Bringing Sustainable Happiness to Life
Who is transforming education?

By Catherine O'Brien • January 31, 2016

During my university sabbatical last year I spent the first four months just reading and mulling over everything I read about transforming education. Books by ‘thought leaders’ discussed creativity, innovation, entrepreneurship, 21st century learning, integrating technology, and so on. Very few of those books drew connections to student and teacher well-being, the importance of spending time in natural environments, or the broader perspective of sustainability.

As I read, my mind was filled with questions like: Is it possible that a focus on innovation, in the absence of sustainability, could lead to innovators who accelerate the development of products that deplete non-renewable resources? If children and youth continue to be disconnected from the natural environment, how will they develop a profound desire to safeguard the ecosystems that sustain us? Why aren’t we talking about the fact that how we teach is impacting student and teacher well-being?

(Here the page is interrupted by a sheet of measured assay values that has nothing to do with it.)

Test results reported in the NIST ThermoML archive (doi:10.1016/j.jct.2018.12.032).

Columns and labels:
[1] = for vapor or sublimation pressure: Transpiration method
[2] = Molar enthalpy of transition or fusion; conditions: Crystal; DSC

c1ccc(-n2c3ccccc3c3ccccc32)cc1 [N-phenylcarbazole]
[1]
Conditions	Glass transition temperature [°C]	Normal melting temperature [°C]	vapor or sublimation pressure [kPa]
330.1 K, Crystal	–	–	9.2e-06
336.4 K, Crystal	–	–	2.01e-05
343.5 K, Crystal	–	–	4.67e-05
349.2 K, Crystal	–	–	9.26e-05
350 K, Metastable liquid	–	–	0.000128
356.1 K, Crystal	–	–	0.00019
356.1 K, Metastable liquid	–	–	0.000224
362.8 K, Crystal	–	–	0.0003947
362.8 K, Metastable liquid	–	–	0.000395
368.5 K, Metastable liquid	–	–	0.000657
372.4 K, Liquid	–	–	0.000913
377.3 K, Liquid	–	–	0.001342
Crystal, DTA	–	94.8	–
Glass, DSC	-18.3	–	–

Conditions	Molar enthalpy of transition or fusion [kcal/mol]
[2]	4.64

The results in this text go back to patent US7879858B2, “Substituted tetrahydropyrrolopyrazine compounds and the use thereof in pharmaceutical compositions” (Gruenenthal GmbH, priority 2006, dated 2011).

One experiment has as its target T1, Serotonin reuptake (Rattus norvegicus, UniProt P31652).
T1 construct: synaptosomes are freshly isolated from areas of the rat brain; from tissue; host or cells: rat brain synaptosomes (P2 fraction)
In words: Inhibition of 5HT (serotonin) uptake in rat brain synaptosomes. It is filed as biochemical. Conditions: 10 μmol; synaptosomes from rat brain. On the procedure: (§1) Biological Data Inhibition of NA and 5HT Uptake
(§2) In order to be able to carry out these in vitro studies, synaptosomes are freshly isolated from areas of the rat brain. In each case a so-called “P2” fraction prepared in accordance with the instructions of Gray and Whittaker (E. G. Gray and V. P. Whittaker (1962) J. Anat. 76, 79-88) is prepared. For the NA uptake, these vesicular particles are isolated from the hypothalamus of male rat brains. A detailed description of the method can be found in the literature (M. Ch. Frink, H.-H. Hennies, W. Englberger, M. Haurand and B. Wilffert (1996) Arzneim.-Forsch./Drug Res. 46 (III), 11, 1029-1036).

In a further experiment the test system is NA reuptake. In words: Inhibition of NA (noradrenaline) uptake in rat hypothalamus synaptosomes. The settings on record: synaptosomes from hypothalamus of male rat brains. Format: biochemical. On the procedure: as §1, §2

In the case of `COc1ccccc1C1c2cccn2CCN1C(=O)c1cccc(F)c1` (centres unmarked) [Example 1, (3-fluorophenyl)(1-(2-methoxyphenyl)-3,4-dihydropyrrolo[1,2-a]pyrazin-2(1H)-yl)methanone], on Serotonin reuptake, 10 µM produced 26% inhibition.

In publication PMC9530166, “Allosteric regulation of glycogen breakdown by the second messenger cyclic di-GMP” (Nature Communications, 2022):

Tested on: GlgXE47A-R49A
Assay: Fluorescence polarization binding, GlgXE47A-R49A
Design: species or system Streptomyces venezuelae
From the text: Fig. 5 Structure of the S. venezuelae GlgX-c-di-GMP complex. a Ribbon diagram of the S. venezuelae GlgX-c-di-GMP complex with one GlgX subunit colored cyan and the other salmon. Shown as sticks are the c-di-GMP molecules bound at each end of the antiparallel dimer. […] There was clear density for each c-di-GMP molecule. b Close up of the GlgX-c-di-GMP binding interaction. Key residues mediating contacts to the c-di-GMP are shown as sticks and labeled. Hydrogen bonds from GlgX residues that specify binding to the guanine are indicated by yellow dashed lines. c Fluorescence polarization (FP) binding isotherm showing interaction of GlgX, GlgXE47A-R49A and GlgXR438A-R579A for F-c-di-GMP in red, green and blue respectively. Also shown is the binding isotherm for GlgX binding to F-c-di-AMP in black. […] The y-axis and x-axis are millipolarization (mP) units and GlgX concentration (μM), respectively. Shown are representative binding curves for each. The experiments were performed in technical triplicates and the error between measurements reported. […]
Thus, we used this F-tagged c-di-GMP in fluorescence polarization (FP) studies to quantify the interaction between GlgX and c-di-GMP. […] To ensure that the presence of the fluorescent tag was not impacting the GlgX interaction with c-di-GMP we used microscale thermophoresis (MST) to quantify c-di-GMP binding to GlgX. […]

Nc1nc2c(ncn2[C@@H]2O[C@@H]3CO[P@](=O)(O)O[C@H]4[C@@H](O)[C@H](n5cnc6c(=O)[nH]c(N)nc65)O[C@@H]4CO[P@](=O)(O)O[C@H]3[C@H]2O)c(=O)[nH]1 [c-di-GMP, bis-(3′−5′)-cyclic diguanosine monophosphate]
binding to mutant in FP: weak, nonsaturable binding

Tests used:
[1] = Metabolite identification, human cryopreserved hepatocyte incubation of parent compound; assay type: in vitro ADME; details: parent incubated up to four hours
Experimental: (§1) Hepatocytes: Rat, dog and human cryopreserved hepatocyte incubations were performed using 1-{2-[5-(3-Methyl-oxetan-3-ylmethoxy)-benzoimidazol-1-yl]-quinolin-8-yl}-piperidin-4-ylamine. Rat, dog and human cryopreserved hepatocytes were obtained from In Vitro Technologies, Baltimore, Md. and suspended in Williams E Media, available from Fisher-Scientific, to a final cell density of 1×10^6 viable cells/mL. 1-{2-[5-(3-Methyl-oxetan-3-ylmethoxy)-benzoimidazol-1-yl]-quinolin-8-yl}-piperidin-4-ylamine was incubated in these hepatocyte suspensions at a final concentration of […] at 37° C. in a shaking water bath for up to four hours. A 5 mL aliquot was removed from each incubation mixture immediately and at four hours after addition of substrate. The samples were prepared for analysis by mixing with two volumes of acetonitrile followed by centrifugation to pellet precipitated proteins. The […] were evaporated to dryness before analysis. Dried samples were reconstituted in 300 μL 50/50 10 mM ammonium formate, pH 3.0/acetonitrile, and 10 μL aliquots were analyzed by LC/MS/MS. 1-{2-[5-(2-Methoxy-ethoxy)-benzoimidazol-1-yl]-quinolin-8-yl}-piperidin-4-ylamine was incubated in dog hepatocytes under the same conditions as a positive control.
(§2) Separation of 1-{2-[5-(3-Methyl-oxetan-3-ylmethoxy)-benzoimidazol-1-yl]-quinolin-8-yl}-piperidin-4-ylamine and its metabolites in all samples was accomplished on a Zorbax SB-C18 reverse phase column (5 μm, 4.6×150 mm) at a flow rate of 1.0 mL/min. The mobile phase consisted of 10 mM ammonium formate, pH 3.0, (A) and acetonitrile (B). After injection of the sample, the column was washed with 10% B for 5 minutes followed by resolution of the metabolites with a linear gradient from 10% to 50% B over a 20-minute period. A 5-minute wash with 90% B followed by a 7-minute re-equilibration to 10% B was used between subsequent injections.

Every one of us who has been schooled in formal education has developed countless assumptions about it and I knew that as I pondered what is needed to transform education I would have to challenge my own assumptions about its purpose. If Michael Fullan (2013) is right that education needs a complete ‘makeover’ does that mean that education, as we know it, needs to be entirely dismantled? Should we embrace unschooling, or just draw lessons from it? Should we look to the social innovators like Khan Academy to understand how to bring a world class education (Khan, 2012) to everyone? I interviewed social innovator, Michael Furdyk, one of the co-founders of TakingITGlobal to discover more about their truly extraordinary initiatives. What could we learn from the Green School Bali? How could I apply what I had learned from my doctoral research at the Barefoot College in Rajasthan, India where more than forty years ago they had challenged their assumptions about education in rural communities and created internationally recognized and award winning education programs that were ahead of their time?